After years of impressive collaborations Bristolian Appleblim will release his first solo output.
Drum & bass turned techno producer Marcus Intalex will be next to join Appleblim’s Apple Pips stable with the release of a single under his Trevino alias.
Another string to add to Bristol’s thriving bass music bow, Orphan101 has been stirring a melting pot of sound, bridging house, techno and dubstep since he started producing around 2005. Nothing new there, you may think. But the man otherwise known as Rob Davies has really captured the attention of fellow Bristol producers Appleblim, Headhunter et al, releasing on Saigon Recordings and his own label DECA Rhythm last year and now ‘blim’s Apple Pips imprint. Despite a limited number of releases – of which this is only his third, we may add – it’s fair to say that Davies brings something altogether rather fresh to the table, specialising in a dubbed out blend of dubstep and techno, which is really quite something to behold.
It’s impossible to mention Orphan101’s name without mentioning his incredible “Tribtek Part 1 & 2″ – his debut release, originally fifteen minutes long, which he subsequently split into two halves on either side of the record, but which, apparently, he still plays as a whole. His next release was a collab with the aforementioned Headhunter – “V.7.01″ and it is this short, but oh so sweet, back catalogue which has got the blogosphere talking, the naturally ahead of the curve Sonic Router pinned him down for an interview way back last summer and RA are amongst those who have picked up on this two tracker, the fourteenth release on Appleblim’s label.
“Propa” kicks things off with a flurry of clicks, alarm style bleeps and midnight chimes like the cinematic soundtrack to a psychological thriller. This is soon swept away by a bone-crushingly heavy, deep DMZ style bassline, which quivers away squid bass style with light, ticking percussion sketched over the top. Juddering chords create a sense of unease, like a light flickering in the gloom or a moth’s wings pattering against a bulb. Much like a Mike Leigh film, it’s all rather situational and not a lot happens or progresses as such, but it’s simultaneously got the uncomfortable, cryptic element of a David Lynch narrative.
A thought-provoking piece, no question, which is duly complimented by “Disemble” – its counterpart on the flip. Here, Orphan101 tunes into his techno sensibility much more palpably and the rippling undercurrent is rather like the patterns and textures of Rockwell’s remarkable “Reverse Engineering”. Fractured SFX, bubbling bass and bewildering sonics build gradually on top of one other and seem to ebb and flow like organic structures before the track finishes abruptly but masterfully with an artistic musical flourish. A fascinating 12” from Orphan101 which we urge you to test out.
Adam Jackson, known in dubstep circles as Kidkut, makes his long-awaited debut on Appleblim’s acclaimed Apple Pips imprint. The owner of Bristol-based label Immerse Recordings (which released early Benga as well as some more experimental stuff from TRG and Sigha) and erstwhile companion of the West Country dubstep massive, Kidkut has come up with a couple of excellent tracks, which would not be amiss in an aficionado’s record collection alongside the likes of Appleblim, Peverelist, Joe, and perhaps even Guido.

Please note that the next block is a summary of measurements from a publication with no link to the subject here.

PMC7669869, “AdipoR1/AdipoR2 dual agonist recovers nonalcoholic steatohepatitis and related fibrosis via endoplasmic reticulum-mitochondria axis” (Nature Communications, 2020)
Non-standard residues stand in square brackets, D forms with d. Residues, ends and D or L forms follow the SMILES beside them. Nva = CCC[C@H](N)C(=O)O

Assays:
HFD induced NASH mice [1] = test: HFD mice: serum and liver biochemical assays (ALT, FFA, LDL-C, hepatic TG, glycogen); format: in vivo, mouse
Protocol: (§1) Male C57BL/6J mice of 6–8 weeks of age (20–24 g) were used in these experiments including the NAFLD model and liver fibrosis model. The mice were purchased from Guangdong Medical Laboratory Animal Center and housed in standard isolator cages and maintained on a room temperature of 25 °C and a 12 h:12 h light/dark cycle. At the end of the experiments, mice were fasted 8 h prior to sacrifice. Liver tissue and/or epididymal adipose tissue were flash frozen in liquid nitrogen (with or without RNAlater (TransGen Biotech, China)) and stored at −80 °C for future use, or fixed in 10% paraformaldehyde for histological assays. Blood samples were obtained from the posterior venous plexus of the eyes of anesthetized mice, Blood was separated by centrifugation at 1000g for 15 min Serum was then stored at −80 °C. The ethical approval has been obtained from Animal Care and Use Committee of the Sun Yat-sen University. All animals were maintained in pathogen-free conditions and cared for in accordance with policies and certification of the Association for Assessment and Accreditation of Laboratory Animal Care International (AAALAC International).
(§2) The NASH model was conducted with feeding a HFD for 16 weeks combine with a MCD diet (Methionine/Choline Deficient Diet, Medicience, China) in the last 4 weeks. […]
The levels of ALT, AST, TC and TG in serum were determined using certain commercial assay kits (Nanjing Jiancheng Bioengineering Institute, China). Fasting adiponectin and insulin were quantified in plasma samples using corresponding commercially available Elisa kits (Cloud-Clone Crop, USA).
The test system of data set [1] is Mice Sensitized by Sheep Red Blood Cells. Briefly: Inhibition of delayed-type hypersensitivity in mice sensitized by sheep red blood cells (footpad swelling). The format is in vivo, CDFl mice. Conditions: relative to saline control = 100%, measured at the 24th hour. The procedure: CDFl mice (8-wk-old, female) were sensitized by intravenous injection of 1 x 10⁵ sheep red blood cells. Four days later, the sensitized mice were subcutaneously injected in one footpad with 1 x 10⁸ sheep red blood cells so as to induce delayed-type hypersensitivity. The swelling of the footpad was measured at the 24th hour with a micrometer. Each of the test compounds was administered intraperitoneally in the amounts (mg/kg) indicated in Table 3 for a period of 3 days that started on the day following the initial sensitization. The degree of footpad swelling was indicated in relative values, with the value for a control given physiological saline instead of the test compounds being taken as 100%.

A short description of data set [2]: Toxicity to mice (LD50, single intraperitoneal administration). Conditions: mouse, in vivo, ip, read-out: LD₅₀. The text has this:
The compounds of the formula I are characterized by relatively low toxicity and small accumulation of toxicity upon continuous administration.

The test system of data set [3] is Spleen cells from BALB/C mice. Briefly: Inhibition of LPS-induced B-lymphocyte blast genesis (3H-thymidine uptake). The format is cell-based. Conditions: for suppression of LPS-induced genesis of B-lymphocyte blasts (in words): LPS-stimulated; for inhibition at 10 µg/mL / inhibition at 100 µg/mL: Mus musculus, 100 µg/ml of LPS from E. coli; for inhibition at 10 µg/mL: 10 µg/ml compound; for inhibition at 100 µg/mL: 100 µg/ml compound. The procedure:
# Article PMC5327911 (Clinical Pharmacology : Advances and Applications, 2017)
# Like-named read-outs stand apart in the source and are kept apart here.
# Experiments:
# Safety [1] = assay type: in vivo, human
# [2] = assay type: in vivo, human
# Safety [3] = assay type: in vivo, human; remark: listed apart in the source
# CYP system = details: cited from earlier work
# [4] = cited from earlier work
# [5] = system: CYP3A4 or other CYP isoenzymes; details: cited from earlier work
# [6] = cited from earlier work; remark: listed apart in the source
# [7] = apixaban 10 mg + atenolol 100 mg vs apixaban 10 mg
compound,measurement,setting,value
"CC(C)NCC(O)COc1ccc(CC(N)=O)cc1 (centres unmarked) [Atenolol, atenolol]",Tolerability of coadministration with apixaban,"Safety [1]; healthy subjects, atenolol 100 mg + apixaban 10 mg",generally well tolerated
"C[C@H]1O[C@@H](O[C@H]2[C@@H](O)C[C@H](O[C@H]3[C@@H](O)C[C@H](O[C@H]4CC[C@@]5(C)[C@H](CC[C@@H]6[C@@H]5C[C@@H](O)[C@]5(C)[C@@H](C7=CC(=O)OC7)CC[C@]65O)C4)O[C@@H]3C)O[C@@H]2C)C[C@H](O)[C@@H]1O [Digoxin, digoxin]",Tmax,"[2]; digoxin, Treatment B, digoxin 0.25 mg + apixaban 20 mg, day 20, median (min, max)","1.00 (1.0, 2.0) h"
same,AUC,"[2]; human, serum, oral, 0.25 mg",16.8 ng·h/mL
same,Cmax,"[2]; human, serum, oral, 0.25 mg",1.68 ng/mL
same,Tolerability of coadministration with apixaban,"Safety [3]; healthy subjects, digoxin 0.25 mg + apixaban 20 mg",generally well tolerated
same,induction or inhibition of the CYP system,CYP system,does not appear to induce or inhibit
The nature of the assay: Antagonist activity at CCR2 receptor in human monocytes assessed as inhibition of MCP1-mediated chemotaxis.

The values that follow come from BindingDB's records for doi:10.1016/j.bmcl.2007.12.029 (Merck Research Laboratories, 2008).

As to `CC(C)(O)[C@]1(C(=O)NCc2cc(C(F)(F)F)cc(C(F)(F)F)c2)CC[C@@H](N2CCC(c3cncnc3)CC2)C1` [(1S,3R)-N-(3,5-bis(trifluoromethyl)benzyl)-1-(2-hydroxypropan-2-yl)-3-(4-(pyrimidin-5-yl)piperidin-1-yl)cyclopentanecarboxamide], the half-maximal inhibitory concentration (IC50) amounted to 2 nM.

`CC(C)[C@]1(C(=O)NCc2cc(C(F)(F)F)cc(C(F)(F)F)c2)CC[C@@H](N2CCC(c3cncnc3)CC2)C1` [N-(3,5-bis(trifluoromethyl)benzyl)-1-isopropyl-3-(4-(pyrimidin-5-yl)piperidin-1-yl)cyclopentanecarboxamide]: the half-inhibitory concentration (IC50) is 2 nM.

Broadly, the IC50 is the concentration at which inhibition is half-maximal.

Now before we begin, yes, “ILove04” sounds like it could be the kind of thing you get emblazoned on a t-shirt, or an article you might read in Mixmag, but no, it goes much deeper than that. A tourist from dubstep’s past would no doubt go all misty eyed at the memory of 2004, but Kidkut ironically harks back to a previous time with sampled snippets, a brisk clip-clop rhythm and jolting chiming instrumental stabs. Gently shuffling, with soaring synthetics in the background, the occasional womp of sub bass is a reminder that this is no byproduct of the Joy Orbison generation, but a bonafide riddim from someone who’s been big in the game since its inception in the early noughties. Flipping over for “Lilt”, Kidkut tunes into a more melodic vibe, with a skipping breakbeat tempo, thudding breaks and an exotic medley of FX. Chirrups, bleeps, tribal patterns, quirky blimps and whinnying whistles punctuate the soundscape, making for a deliciously fragrant cut all round. Lovely.
Having a standard, unmemorable production moniker is one thing. Naming, or not naming, the A-side of your release “Untitled”, is another. Yet this is how this elusive North London producer rolls, and, as we all know from the likes of Burial and Banksy, mystery invites interest and intrigue. Joe emerged last year with the incredible sounds of “Grimelight/Rut” on the famed Hessle Audio label, and now is ready to bring us his second 12” on Appleblim’s Apple Pips imprint.
Crackling into the audible range with delicately tapping breaks, bongo-thumping beats and soothing sonorous atmospherics, “Untitled” is a touching and melodic exploration into an inner musical consciousness. It’s percussive and tribal, with distinct inklings of fellow Hesslers Ramadanman and Pangaea in the rumbling bass and stripped back grooves of the piece. Deeply meditative at its core, “Untitled” is music to move your soul, yet it’s not completely removed from the dancefloor – an impressive achievement in itself to attain the fine balance.
“Digest”, on the flipside, immediately snaps into action, with sizzling synths, woodblock beats and abrasive chords capturing the attention and imagination from the off. Joe artistically shapes a jagged structure, incorporating raw, rugged patterns with off kilter rhythms and a detached but pacing energy. A glowing stream of bass flows beneath the main tune, creating a sense of fluidity amongst the ravaged soundscape above. Strangely, subtly captivating, it’s another finely crafted piece from a highly skilled producer. One thing’s for sure…he’s not your average Joe.
Review: Belinda Rowse